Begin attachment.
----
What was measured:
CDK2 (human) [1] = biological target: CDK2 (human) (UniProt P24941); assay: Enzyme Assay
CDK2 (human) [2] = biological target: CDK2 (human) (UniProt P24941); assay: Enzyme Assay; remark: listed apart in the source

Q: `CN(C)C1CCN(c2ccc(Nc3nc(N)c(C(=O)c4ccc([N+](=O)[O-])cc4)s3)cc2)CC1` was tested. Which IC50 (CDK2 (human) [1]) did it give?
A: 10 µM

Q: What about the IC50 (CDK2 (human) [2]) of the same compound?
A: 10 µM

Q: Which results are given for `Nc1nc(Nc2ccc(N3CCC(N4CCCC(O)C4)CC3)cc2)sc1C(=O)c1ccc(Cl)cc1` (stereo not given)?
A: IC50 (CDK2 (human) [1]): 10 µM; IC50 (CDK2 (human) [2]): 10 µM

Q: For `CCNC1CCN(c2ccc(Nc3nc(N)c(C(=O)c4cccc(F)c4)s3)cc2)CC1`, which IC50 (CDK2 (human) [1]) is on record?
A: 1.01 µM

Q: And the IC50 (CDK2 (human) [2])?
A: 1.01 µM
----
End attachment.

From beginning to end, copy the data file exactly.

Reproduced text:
What was measured:
CDK2 (human) [1] = biological target: CDK2 (human) (UniProt P24941); assay: Enzyme Assay
CDK2 (human) [2] = biological target: CDK2 (human) (UniProt P24941); assay: Enzyme Assay; remark: listed apart in the source

Q: `CN(C)C1CCN(c2ccc(Nc3nc(N)c(C(=O)c4ccc([N+](=O)[O-])cc4)s3)cc2)CC1` was tested. Which IC50 (CDK2 (human) [1]) did it give?
A: 10 µM

Q: What about the IC50 (CDK2 (human) [2]) of the same compound?
A: 10 µM

Q: Which results are given for `Nc1nc(Nc2ccc(N3CCC(N4CCCC(O)C4)CC3)cc2)sc1C(=O)c1ccc(Cl)cc1` (stereo not given)?
A: IC50 (CDK2 (human) [1]): 10 µM; IC50 (CDK2 (human) [2]): 10 µM

Q: For `CCNC1CCN(c2ccc(Nc3nc(N)c(C(=O)c4cccc(F)c4)s3)cc2)CC1`, which IC50 (CDK2 (human) [1]) is on record?
A: 1.01 µM

Q: And the IC50 (CDK2 (human) [2])?
A: 1.01 µM